One girl's journey to read the top 100 literature classics of all time in the space of 365 days, a quest for only the most foolhardy and brave

Archive for the category “gatsby”

Home james….

Oh henry james, I just want to go home.. The Wings of The Dove is tortuous.. I’m still going but came across some really well put literature quotes I thought I’d share.

“Literature is a textually transmitted disease, normally contracted in childhood.”
Jane Yolen, Touch Magic
“Have a heart that never hardens, and a temper that never tires, and a touch that never hurts.”
Charles Dickens
“The man who does not read books has no advantage over the man who can not read them.”
Mark Twain (1835-1910) U.S. humorist, writer, and lecturer.
“Books are the carriers of civilisation. Without books, history is silent, literature dumb, science crippled, thought and speculation at a standstill.”
– Barbara W. Tuchman
oh and how I can relate to this one. Hemingway I’ll always be your groupie.
“All good books are alike in that they are truer than if they had really happened and after you are finished reading one you will feel that all that happened to you and afterwards it all belongs to you; the good and the bad, the ecstasy, the remorse, and sorrow, the people and the places and how the weather was.”
Ernest Hemingway (1898-1961) American Writer.

italian vistas & prose perfection

No sooner have I finished the last, before I’m on to the next…

I must admit I have attempted E.M. Forster’s Room with a View before, but never finished it. This time I’ve jumped in with a renewed appreciation for differing narrative styles. So far I’m really enjoying the way he is conveying Lucy’s naiveté and innocence.

Thought I’d share a quote from him I found in the opening page.  Humble to a fault and I think he puts it well  when it comes to the core of why writers write.



Which classic character gets you hot under the collar?

While pondering my shamless Hemingway groupie/crush fantasy I couldn’t help but think about some of the literary heart throbs which have crossed the pages I’ve read and that I’m about to read over the next couple of months.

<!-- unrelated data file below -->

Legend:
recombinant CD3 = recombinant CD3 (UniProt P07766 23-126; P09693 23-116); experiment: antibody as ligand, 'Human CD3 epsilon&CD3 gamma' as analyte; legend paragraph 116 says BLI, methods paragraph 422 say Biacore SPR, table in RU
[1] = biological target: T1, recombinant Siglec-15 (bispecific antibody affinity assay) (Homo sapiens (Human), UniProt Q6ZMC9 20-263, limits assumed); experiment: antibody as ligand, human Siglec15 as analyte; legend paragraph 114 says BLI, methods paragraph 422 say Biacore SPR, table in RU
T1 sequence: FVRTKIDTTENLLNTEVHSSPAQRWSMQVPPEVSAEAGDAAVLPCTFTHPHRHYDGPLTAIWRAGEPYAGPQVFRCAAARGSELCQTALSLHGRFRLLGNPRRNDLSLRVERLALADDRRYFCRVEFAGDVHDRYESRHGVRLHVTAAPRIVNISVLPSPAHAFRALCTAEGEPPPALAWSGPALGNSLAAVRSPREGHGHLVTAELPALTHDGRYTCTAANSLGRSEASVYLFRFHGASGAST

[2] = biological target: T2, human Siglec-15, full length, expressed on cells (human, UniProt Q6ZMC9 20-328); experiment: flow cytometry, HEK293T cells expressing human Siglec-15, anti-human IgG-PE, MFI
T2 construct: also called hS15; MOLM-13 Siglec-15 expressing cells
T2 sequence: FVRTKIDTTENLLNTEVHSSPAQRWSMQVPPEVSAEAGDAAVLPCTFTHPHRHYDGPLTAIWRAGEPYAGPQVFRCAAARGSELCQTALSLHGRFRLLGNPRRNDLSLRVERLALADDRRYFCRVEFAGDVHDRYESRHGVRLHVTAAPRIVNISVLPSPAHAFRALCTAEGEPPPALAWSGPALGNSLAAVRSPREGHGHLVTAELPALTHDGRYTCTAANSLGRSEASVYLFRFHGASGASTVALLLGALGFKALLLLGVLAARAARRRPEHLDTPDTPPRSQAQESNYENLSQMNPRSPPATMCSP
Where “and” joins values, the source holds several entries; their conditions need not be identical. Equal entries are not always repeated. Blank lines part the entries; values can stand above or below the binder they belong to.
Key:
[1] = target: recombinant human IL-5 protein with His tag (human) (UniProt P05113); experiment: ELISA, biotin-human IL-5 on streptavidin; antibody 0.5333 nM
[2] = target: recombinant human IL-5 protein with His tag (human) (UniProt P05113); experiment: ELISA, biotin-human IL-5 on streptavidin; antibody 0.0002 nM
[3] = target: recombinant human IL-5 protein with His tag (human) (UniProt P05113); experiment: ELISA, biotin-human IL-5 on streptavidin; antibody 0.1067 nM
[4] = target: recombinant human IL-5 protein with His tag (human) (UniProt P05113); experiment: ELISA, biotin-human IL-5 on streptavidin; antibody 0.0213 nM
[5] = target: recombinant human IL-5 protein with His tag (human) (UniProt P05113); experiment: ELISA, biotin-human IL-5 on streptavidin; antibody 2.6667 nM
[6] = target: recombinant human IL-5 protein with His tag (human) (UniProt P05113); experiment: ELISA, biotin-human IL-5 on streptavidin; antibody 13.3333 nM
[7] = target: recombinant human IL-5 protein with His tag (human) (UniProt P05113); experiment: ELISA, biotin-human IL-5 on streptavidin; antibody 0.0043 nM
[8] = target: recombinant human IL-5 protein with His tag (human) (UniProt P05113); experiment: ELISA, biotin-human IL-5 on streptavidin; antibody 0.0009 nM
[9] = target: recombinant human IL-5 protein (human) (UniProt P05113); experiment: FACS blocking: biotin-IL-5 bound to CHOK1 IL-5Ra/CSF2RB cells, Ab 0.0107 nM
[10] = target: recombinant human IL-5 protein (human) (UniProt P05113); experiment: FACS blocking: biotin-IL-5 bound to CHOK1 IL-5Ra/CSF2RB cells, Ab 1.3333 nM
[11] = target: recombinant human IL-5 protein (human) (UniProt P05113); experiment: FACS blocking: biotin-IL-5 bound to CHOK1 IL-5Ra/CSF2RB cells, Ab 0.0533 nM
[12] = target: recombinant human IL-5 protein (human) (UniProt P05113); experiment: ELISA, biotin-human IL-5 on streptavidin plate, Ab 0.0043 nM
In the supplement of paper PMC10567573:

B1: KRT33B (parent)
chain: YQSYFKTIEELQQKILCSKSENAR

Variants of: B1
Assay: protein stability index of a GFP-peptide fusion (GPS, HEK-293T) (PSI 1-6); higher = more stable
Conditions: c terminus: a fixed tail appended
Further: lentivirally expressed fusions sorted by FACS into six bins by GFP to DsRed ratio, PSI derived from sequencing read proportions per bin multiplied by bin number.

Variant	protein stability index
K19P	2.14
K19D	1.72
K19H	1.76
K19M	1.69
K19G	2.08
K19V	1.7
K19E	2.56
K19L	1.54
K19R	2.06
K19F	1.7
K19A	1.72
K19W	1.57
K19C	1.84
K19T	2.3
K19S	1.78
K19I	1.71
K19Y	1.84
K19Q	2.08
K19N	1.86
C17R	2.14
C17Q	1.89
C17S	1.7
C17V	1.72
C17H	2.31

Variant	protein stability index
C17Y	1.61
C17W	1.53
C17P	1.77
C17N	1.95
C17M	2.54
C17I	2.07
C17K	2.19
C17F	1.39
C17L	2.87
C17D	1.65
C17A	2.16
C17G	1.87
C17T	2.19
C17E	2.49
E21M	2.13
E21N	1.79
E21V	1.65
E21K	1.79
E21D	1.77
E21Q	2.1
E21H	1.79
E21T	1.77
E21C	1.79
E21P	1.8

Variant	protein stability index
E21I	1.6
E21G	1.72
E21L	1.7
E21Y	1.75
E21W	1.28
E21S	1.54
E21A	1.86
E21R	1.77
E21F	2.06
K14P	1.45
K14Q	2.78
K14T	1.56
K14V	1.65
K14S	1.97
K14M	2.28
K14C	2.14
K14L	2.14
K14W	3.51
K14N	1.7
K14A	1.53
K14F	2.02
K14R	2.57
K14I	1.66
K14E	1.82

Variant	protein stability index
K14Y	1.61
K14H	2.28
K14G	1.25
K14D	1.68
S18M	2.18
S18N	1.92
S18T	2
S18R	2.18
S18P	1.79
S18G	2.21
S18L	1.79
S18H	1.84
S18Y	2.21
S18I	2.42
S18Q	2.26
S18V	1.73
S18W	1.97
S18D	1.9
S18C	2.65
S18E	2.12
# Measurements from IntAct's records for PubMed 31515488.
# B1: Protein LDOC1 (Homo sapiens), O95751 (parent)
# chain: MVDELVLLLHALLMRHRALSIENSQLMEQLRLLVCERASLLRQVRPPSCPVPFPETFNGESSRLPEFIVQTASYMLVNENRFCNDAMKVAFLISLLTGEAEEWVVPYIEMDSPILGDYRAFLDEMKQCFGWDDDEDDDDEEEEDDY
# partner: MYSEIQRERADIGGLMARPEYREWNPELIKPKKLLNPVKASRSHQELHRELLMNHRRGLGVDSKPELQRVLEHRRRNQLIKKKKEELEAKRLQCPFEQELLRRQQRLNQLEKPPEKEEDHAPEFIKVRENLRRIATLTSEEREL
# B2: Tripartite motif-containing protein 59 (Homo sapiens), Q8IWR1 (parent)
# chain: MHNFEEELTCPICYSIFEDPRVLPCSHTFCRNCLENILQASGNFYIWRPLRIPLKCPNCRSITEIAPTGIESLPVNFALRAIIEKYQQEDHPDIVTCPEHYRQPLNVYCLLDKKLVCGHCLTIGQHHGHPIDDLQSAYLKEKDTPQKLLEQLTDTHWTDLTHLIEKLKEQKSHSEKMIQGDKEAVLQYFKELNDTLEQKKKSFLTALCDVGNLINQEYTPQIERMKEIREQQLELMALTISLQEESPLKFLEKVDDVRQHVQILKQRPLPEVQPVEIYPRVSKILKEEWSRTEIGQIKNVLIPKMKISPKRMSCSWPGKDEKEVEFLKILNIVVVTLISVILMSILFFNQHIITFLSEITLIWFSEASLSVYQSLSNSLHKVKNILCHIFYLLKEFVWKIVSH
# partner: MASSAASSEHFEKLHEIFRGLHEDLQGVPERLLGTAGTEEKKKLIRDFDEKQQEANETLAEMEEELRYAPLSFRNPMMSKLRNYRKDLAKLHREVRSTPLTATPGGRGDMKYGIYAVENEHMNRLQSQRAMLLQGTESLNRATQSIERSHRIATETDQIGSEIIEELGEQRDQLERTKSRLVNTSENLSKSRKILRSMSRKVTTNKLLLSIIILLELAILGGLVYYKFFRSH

If you could choose one literary heart throb to leap from the pages to save you, which one would it be?

a) Mr Darcy (Pride and Prejudice) – the moody one but still waters run deep

b) Mr Jay Gatsby (The Great Gatsby) – the rich one with emotional baggage and prone to loneliness

c) Mr George Knightley (Emma) – the male best friend secretly in love with the lead female and waiting in the wings

d) Hamlet (Hamlet) – the dark and troubled one with family issues

e) Heathcliffe (Wuthering Heights) – the bad boy who can bring out the worst in the lead character

f) Romeo (Romeo and Juliet) – the passionate lover who every girl family loves to hate

Personally when it comes to Authors, Hemingway is my man but when it comes to literature heart throbs I don’t think you can’t really go past Mr Darcy.

Be interested to hear what others think 🙂



Running with bulls page by page..

Pamplona. Bull running. San Fermin festival. All through the eyes of Hemingway.

I couldn’t imagine anything better. Especially considering I have been to the very festival and places described in The Sun Also Rises.

It felt as though I was walking hand in hand with the man himself as he traversed the seedy underbelly of cafe life and jazz bars in Paris, the Pyrenees and then Pamplona with his affluent group of friends.

Whether its describing the bulls being unloaded from the corals, sparing with bull fighters, fly fishing in the Spanish countryside or drinking himself silly in Paris’s Montmartre quarter, Hemingway somehow makes everything sound autobiographical.

Of all the authors who I’ve come to meet on this epic literature journey, Hemingway has been the most honest. The most unashamedly real. Making his novels completely relatable.

Whether it’s matter of factly describing an anecdote or interchange between men and women, or probing into the lead characters own flaws, he somehow effortlessly makes you feel you are there in the room. As much a part of the story as the wine and gin they drink.

The simplicity of the prose is deceptive. This is a man who believes less is more and makes the smallest sentence deliver the biggest punch.

The story centers around Jake Barnes—a man whose war wound has made him impotent—and the promiscuous divorcée Lady Brett Ashley. Rather than choose a lead female who is either an old nag or an eligible young woman looking for marriage, Hemingway decides upon a vivacious divorcee who is experiencing sexual liberation and independence in post war Paris and not shy in making the most of it. She is not two-dimensional, but five or even six dimensional. Hemingway paints her in so many ways you aren’t sure at any one time if you like her, loathe or are inspired by her.